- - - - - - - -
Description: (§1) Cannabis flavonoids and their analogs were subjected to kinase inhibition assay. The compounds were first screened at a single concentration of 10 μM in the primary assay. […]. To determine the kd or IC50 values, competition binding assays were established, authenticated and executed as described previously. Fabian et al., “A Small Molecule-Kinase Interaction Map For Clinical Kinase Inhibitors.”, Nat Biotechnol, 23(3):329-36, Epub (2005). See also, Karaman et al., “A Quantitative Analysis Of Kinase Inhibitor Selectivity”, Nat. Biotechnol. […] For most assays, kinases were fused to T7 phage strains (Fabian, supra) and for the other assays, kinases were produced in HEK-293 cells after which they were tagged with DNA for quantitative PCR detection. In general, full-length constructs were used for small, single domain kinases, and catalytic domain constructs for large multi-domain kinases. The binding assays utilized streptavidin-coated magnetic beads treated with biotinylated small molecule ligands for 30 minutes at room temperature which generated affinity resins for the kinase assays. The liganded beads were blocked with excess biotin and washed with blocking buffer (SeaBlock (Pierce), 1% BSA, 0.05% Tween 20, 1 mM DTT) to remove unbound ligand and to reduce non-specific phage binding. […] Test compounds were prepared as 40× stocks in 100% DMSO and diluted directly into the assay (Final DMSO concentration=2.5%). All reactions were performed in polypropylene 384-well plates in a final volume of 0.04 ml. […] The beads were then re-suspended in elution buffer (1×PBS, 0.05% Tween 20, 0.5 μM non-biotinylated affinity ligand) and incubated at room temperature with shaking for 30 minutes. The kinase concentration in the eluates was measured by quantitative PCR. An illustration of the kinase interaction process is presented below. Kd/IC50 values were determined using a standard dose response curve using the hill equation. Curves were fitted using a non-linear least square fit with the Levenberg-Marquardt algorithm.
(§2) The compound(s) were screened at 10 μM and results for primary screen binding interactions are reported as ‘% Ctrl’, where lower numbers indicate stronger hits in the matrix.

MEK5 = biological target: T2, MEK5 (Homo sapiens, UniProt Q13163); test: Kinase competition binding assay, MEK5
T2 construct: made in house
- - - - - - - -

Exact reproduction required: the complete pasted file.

Description: (§1) Cannabis flavonoids and their analogs were subjected to kinase inhibition assay. The compounds were first screened at a single concentration of 10 μM in the primary assay. […]. To determine the kd or IC50 values, competition binding assays were established, authenticated and executed as described previously. Fabian et al., “A Small Molecule-Kinase Interaction Map For Clinical Kinase Inhibitors.”, Nat Biotechnol, 23(3):329-36, Epub (2005). See also, Karaman et al., “A Quantitative Analysis Of Kinase Inhibitor Selectivity”, Nat. Biotechnol. […] For most assays, kinases were fused to T7 phage strains (Fabian, supra) and for the other assays, kinases were produced in HEK-293 cells after which they were tagged with DNA for quantitative PCR detection. In general, full-length constructs were used for small, single domain kinases, and catalytic domain constructs for large multi-domain kinases. The binding assays utilized streptavidin-coated magnetic beads treated with biotinylated small molecule ligands for 30 minutes at room temperature which generated affinity resins for the kinase assays. The liganded beads were blocked with excess biotin and washed with blocking buffer (SeaBlock (Pierce), 1% BSA, 0.05% Tween 20, 1 mM DTT) to remove unbound ligand and to reduce non-specific phage binding. […] Test compounds were prepared as 40× stocks in 100% DMSO and diluted directly into the assay (Final DMSO concentration=2.5%). All reactions were performed in polypropylene 384-well plates in a final volume of 0.04 ml. […] The beads were then re-suspended in elution buffer (1×PBS, 0.05% Tween 20, 0.5 μM non-biotinylated affinity ligand) and incubated at room temperature with shaking for 30 minutes. The kinase concentration in the eluates was measured by quantitative PCR. An illustration of the kinase interaction process is presented below. Kd/IC50 values were determined using a standard dose response curve using the hill equation. Curves were fitted using a non-linear least square fit with the Levenberg-Marquardt algorithm.
(§2) The compound(s) were screened at 10 μM and results for primary screen binding interactions are reported as ‘% Ctrl’, where lower numbers indicate stronger hits in the matrix.

MEK5 = biological target: T2, MEK5 (Homo sapiens, UniProt Q13163); test: Kinase competition binding assay, MEK5
T2 construct: made in house